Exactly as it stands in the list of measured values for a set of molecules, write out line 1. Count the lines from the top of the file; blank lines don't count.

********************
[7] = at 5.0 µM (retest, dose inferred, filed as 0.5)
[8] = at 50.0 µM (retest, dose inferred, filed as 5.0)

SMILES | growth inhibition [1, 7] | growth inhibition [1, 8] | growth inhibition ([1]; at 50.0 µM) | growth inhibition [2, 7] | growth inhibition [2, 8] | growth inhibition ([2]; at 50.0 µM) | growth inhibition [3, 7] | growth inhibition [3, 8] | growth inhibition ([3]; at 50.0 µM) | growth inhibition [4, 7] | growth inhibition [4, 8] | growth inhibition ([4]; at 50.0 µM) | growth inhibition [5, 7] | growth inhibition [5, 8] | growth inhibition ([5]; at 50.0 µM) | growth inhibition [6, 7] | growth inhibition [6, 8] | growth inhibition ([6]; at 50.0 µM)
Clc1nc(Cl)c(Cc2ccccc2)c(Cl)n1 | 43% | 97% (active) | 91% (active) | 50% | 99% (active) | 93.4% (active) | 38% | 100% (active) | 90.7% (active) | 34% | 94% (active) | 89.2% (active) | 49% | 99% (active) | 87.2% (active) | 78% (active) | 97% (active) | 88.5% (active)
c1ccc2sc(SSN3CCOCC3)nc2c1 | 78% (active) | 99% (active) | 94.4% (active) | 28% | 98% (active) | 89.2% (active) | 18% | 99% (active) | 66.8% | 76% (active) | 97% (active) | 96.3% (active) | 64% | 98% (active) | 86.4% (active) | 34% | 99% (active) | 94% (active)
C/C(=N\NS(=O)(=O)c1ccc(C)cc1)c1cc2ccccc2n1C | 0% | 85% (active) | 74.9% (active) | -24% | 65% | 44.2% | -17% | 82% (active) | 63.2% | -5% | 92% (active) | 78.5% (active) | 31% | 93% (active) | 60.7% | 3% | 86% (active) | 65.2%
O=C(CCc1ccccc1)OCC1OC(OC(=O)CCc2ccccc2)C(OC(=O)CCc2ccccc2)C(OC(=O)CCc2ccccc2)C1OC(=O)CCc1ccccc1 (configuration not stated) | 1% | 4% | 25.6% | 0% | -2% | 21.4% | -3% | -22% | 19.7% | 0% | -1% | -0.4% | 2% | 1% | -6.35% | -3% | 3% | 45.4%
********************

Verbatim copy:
[7] = at 5.0 µM (retest, dose inferred, filed as 0.5)